There seems to be a lot of buzz about a Washington Post story published yesterday which reported that an email from Rep. Colleen Hanabusa’s deputy chief of staff described a potentially illegal attempt to coordinate between Hanabusa’s campaign and “independent” corporate campaign support from a pharmaceutical industry organization (“Congressional aide’s e-mail shows overture from drug lobby“).
The Post reported:
A senior aide to Rep. Colleen W. Hanabusa (D-Hawaii) told his colleagues late last month that the nation’s top drug lobby had agreed to run a campaign supporting the congresswoman’s challenge to Democratic Sen. Brian Schatz and wanted to coordinate it with her strategists.
Such an effort, described in an e-mail obtained by The Washington Post, could run afoul of campaign finance laws, which prohibit candidates and their staff from substantial discussions with interest groups about their independent political activities.
The Star-Advertiser’s Derrick DePledge followed with a story today (“Hanabusa aide’s email counters campaign law“).
Hanabusa’s campaign denied any attempt to coordinate efforts with the pharmaceutical group, instead blaming Raymond for improperly overstepping his authority.
According to DePledge:
(Peter) Boylan, a Hanabusa campaign spokesman, described Raymond as a congressional staffer who was trying to inflate his influence and has no role in the Hanabusa campaign.
“This was an incident where a staffer inflated his influence and mischaracterized a group’s willingness to support,” Boylan said. “There have been no discussions between the campaign, the official office, and PhRMA about independent expenditures.”
Perhaps. But Raymond is listed as the second-highest paid employee in Hanabusa’s Congressional office who was paid $28,110 for the three-month period between January 1 and March 31, 2013, not simply a run-of-the-mill staffer.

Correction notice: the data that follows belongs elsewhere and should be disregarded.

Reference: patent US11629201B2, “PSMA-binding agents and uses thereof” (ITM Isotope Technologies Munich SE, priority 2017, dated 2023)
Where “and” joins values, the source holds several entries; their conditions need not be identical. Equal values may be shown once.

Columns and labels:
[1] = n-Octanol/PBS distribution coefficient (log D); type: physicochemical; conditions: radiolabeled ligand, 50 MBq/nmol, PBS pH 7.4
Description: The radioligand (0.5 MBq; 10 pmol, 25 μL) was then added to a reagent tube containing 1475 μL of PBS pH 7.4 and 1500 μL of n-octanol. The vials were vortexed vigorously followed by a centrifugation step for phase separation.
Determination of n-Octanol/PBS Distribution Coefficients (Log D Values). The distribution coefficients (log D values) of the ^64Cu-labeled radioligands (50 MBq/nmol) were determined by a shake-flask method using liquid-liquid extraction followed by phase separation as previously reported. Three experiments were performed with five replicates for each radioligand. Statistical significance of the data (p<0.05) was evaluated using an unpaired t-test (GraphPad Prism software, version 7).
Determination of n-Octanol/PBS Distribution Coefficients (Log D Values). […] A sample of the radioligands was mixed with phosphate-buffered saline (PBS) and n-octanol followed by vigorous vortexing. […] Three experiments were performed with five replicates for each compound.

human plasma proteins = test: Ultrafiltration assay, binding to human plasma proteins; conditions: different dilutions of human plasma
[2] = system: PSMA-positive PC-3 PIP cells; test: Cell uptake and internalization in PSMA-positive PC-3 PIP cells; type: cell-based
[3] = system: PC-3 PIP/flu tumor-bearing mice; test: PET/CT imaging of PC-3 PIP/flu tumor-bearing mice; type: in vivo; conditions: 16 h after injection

Back in May, Raymond extended an email invitation to other Democratic House staffers on behalf of the Hanabusa campaign, soliciting other House members to “lend their name” as co-sponsors of a special event at Hanabusa’s Washington home.
From: “Christopher Raymond”
Thank you for sending me your email address. I have two questions for you. First — my boss is having a members only event at her house on June 26th to support her Senate campaign and I wanted to extend the invitation to your boss. Right now we are looking for members to lend their name to the invitation even if they do not plan on attending. Do you think your boss would be willing to lend their name?
Second — we are asking if members might be willing to donate at least $1k to her Senate race. I attached a sample from our most recent poll. We have a 22% lead in the primary but as my boss was deciding on what seat to run for (Governor or Senate) we were out raised by 4 to 1 ($250k to $1.1mill). Any help would be a big help. Let me know if you have any questions or concerns.
The apparent interest of the Pharmaceutical Research and Manufacturers of America (PhRMA) in backing Hanabusa’s Senate campaign is apparently related to the position she has staked out on a key piece of legislation, described in a May 23 article by Civil Beat (“Hanabusa And Schatz Differ Over Making Drug Companies Pay“).
According to Civil Beat:
Rockefeller’s proposal, supported by Schatz, would alter the way outpatient prescription drugs are handled for people who qualify for both Medicare and Medicaid. Before the Medicare Modernization Act of 2006, people who qualified for both programs had their medication covered through Medicaid. Drug companies paid the federal government a rebate to keep down federal Medicaid costs.
Under the 2006 law, people got their drugs through Medicare, Part D. The changes affected about 32,000 Hawaii residents who are eligible for both programs. Under the new system, the recipients can sign up for a private prescription health plan. In theory, drug companies offer health plans a discount on the cost of medicine instead of a rebate. Those discounts lower the amount the federal government pays the health plans to subsidize the cost of offering the drugs. The drug companies, meanwhile, still offer rebates to the federal government in order to be made available to Medicaid patients.
But a Kaiser Foundation report noted that drug companies are giving smaller discounts than what they used to pay in the form of rebates, “which means that Medicare pays higher prices than Medicaid would for low-income enrollees,” the report stated.
All part of this already very heated primary campaign.